T H E   G R E E N L A K E   P A D D L E R
INSTALLING A THROUGH HULL KAYAK RUDDER








OH NO, NOT A RUDDER ... PART ONE

LET'S SEE AND GIVE THE RUDDER A FAIR CHANCE.



The Kirton Meridian I am using at the moment as a kayak sailer just screamed to be
equiped with a rudder. Not because it needs a rudder, it has a retractable skeg
and does excellent with that. The thing is that the Meridian has a very odd
shape, a deep narrow bow, a parabolic mid section and an extremely
shalow rear end. With skeg - Up this boat spins in the wind at once.



The loose rear end makes it " listen'' to a rudder extremely well was my thinking.
So I went about and drilled a few holes, right behind the skeg where I wanted to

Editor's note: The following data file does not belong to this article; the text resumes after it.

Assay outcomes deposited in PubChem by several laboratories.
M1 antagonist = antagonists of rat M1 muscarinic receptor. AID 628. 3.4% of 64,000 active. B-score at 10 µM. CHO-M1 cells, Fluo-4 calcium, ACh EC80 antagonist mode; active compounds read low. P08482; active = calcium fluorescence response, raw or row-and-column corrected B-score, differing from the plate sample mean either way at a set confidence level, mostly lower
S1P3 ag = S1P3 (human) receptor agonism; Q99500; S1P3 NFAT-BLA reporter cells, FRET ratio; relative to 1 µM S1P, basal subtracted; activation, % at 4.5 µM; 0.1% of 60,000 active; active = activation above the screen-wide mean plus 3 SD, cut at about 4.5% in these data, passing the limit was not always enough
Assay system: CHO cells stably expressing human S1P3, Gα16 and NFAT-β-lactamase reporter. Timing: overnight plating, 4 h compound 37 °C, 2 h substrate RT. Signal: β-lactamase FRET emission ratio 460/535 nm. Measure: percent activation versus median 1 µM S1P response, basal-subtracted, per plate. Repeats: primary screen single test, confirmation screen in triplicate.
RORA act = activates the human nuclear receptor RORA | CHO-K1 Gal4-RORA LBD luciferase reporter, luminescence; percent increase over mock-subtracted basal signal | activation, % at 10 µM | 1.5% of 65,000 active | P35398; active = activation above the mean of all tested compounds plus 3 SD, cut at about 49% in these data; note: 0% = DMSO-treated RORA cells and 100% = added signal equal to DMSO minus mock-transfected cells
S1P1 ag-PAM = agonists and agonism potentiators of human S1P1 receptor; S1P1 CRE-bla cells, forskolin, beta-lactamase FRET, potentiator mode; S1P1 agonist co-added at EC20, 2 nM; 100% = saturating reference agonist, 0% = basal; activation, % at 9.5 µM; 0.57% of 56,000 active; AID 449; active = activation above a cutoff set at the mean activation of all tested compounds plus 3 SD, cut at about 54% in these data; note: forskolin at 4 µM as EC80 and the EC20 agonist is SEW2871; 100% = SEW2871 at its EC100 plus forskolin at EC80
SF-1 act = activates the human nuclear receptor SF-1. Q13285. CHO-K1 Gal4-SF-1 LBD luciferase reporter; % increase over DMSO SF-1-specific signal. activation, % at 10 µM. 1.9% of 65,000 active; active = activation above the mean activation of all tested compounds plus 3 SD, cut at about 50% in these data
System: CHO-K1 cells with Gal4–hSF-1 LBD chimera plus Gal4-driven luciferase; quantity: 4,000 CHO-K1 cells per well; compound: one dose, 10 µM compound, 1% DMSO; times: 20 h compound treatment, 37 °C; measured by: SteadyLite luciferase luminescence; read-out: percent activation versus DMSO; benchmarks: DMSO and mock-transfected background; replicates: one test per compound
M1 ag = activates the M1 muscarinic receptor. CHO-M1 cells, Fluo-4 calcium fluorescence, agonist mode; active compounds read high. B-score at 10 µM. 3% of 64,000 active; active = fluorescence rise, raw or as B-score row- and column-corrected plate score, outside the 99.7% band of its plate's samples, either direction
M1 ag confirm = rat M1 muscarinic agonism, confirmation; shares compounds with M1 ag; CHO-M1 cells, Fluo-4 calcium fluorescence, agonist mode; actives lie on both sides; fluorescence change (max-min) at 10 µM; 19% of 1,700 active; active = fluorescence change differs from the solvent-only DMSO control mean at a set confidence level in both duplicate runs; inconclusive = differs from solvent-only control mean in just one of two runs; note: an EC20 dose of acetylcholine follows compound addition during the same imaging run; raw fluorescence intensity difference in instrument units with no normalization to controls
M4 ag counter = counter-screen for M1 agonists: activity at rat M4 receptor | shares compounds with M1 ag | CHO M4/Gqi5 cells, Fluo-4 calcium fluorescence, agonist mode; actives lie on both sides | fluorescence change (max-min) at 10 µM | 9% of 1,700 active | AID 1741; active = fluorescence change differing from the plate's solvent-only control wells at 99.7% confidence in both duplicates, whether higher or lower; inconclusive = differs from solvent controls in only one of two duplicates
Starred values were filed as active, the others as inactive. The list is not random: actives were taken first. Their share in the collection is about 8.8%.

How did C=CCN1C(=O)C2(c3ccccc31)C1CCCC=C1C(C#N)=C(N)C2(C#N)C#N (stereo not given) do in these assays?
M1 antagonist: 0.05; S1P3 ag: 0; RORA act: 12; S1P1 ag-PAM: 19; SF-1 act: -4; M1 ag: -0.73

mount a section of polyester pipe for the rudder axle to rotate in. To be
sure
the pipe was really firmly connectec to the hull without having to fumble
with resin and fibreglass in a confined space, and to be shock proof
I've used Sikaflex Marine Adhesive and a pair of split golf balls.





An old surfboard fin, hardened stainless steel rod and some
other parts make a very useful kayak rudder.





The meridian is in a somewhat scruffy state to say the least, punching a hole here and
there was not really that painful.  One in the deck and another in the bottom.The
rudder trunk ( pipe ) was cemented in. Split golf balls act as a reinforcement.
Inside the trunk an upper and lower rubber bearing as well as a distancer
are inserted. Now the axle is guided, impact shocks are dampened.





Red in the drawing are the rubber bearings ( automotive fuel hose ).
Blue is the distancer, the split golf balls are cemented to
the hull using Sikaflex marine adhesive.



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